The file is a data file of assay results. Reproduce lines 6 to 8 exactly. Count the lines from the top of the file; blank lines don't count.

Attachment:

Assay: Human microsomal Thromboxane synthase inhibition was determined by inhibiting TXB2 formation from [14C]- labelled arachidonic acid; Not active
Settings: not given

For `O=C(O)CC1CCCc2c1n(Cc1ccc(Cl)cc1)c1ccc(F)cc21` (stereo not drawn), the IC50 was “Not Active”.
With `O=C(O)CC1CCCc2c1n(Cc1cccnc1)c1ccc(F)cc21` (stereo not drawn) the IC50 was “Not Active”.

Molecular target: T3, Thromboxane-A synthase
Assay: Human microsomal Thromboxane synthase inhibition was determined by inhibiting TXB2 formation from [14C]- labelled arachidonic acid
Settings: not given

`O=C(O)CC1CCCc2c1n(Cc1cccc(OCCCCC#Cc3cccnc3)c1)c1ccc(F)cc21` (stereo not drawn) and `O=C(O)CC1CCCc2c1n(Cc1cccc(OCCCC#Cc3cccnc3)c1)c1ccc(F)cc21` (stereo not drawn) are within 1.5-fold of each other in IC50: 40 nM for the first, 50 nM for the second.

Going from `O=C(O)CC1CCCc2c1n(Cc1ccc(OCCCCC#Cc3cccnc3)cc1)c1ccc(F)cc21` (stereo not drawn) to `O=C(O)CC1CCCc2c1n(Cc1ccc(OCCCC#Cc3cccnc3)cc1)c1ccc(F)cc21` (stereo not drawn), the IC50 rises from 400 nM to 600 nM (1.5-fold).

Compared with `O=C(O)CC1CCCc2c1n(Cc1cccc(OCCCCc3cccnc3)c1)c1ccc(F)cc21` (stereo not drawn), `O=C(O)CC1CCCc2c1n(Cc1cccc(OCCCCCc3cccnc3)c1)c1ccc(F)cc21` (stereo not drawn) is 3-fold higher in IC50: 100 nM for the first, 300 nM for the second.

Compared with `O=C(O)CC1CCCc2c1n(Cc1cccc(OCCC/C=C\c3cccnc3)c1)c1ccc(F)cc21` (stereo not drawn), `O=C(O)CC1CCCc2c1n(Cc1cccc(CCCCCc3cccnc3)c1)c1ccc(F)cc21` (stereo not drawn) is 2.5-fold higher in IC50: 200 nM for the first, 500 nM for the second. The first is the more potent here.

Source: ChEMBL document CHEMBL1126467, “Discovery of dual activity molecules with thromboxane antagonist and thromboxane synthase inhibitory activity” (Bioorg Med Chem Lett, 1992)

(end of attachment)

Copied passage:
Assay: Human microsomal Thromboxane synthase inhibition was determined by inhibiting TXB2 formation from [14C]- labelled arachidonic acid
Settings: not given

`O=C(O)CC1CCCc2c1n(Cc1cccc(OCCCCC#Cc3cccnc3)c1)c1ccc(F)cc21` (stereo not drawn) and `O=C(O)CC1CCCc2c1n(Cc1cccc(OCCCC#Cc3cccnc3)c1)c1ccc(F)cc21` (stereo not drawn) are within 1.5-fold of each other in IC50: 40 nM for the first, 50 nM for the second.